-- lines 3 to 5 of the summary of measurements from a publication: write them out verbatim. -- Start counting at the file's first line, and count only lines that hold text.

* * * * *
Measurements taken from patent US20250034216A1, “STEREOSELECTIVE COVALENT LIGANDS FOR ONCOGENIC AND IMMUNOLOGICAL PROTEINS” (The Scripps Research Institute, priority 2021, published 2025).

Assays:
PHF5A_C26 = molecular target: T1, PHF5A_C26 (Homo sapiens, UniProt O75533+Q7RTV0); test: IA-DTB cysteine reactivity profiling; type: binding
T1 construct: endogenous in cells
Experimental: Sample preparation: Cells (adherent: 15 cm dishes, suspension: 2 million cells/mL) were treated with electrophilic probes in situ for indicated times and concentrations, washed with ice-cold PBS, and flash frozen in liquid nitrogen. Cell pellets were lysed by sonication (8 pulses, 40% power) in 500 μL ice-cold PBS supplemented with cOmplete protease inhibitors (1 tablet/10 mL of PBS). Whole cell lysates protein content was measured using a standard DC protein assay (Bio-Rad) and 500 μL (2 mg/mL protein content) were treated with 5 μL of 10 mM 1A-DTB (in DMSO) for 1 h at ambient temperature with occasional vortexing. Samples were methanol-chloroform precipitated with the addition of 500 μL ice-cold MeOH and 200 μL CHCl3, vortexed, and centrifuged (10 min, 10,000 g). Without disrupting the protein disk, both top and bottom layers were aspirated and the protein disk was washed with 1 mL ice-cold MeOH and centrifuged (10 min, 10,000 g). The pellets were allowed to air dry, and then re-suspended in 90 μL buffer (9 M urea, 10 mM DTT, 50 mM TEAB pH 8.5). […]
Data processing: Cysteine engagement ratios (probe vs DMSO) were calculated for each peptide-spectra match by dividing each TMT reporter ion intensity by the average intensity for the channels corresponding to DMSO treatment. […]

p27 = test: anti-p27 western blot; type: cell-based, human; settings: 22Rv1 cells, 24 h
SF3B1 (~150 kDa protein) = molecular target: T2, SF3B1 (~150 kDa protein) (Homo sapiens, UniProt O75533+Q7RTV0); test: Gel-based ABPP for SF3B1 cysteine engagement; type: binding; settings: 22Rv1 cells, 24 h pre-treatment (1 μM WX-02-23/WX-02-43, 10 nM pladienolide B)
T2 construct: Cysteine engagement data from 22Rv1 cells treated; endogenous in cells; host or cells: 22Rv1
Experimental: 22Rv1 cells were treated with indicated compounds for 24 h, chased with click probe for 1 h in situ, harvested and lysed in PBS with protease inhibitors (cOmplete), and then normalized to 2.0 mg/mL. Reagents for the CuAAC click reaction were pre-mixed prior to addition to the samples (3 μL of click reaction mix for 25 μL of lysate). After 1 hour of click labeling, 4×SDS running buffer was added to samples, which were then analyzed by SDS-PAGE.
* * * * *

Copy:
PHF5A_C26 = molecular target: T1, PHF5A_C26 (Homo sapiens, UniProt O75533+Q7RTV0); test: IA-DTB cysteine reactivity profiling; type: binding
T1 construct: endogenous in cells
Experimental: Sample preparation: Cells (adherent: 15 cm dishes, suspension: 2 million cells/mL) were treated with electrophilic probes in situ for indicated times and concentrations, washed with ice-cold PBS, and flash frozen in liquid nitrogen. Cell pellets were lysed by sonication (8 pulses, 40% power) in 500 μL ice-cold PBS supplemented with cOmplete protease inhibitors (1 tablet/10 mL of PBS). Whole cell lysates protein content was measured using a standard DC protein assay (Bio-Rad) and 500 μL (2 mg/mL protein content) were treated with 5 μL of 10 mM 1A-DTB (in DMSO) for 1 h at ambient temperature with occasional vortexing. Samples were methanol-chloroform precipitated with the addition of 500 μL ice-cold MeOH and 200 μL CHCl3, vortexed, and centrifuged (10 min, 10,000 g). Without disrupting the protein disk, both top and bottom layers were aspirated and the protein disk was washed with 1 mL ice-cold MeOH and centrifuged (10 min, 10,000 g). The pellets were allowed to air dry, and then re-suspended in 90 μL buffer (9 M urea, 10 mM DTT, 50 mM TEAB pH 8.5). […]